Combined intra-arterial and intra-muscular Once or repetitive administration Amount of cells needed: Feasibility versus effectiveness Current knowledge points at a strong correlation of effect and amount of cells injected and repetitive infucion seems more effective. No strong evidence whether arterial or intramuscular is more effective.

16 Future perspectives for cell and source
Cell sources: Blood Bone marrow Fat Cord blood Embryonic iPSCs (induced Pluripotent Stem Cells) Cell types: MNC MSC Cultured EPC: Endothelial Colony Forming Cells (ECFCs) Circulating Angiogenic Cells (CACs) Lu et al. Diabetes Res Clin Pract. 2011; [Epub ahead of print]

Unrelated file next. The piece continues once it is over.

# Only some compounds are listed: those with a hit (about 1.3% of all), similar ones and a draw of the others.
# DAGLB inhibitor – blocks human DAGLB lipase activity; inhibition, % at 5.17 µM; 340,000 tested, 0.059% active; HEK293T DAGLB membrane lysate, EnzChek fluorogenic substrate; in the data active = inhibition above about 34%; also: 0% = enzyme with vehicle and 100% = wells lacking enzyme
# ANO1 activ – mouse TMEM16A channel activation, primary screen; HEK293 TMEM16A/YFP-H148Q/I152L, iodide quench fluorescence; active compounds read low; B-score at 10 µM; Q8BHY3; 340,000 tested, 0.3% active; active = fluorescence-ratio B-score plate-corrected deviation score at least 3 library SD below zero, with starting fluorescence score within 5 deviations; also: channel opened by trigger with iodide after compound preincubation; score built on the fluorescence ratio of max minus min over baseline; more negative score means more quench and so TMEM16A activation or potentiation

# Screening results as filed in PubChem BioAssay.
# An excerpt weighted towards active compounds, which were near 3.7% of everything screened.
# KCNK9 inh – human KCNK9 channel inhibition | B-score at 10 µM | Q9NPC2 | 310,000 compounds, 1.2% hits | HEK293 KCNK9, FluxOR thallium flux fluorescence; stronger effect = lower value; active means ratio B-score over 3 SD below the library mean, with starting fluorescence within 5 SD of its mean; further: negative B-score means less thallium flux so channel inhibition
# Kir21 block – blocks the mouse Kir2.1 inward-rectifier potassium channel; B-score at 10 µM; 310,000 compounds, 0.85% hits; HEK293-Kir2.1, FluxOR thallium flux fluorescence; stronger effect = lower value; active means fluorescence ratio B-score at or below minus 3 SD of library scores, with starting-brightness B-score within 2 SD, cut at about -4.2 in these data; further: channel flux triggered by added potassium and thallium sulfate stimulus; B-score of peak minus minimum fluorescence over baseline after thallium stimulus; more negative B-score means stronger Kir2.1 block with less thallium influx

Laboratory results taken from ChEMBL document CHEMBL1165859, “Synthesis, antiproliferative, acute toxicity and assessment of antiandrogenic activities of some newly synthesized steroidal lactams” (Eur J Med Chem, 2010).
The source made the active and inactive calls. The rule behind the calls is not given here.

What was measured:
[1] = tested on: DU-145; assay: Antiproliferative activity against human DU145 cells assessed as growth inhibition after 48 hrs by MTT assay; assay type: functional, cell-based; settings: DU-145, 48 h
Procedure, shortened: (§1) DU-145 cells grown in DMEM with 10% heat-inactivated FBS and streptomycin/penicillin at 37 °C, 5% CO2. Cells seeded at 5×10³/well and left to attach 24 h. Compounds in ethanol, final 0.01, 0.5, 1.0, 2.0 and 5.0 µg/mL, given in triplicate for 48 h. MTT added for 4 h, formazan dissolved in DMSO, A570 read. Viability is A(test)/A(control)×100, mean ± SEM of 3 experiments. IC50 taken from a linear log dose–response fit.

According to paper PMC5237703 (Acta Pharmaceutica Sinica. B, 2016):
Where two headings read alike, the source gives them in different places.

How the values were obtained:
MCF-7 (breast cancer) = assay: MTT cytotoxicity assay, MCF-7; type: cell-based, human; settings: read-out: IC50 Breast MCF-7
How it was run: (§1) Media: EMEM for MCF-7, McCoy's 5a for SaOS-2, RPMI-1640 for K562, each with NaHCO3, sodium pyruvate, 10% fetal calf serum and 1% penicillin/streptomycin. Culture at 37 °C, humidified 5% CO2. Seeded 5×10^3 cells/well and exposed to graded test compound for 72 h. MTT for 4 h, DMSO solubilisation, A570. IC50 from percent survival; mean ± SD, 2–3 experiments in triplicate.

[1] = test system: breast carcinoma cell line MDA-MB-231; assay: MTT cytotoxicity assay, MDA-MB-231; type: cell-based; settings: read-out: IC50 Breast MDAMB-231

17 Future perspectives in cell therapy
Progenitor cell dysfunction in cardiovascular diseases Pretreatment of cells could -partly- restore dysfunction: Statins Antioxidants NO-donors PPAR-γ agonists Adapted from Sasaki et al. Proc Natl Acad Sci USA. 2006; 103(39):

18 Harvesting methods Marrow miner:
Claims to harvest more progenitor cells Commercial kits? Be aware: GMP-guidelines Aseptic isolation and culture Knowledge of the product Efficacy still not established Clinical trials are still the way to go!!!

19 Large trials 21 ongoing trials studying stem/bone marrow cell therapy in PAD Significant commercial input Lawall et al. Thromb Haemost. 2010; 103(4):

20 JUVENTAS* Trial (NCT ) * ReJUVenating ENdothelial progenitor cells via Transcutaneous intra-Arterial Supplementation bone marrow (100 ml) bone marrow (100 ml) BM-MNC Infusion Placebo versus Storage

21 Juventas-trial Design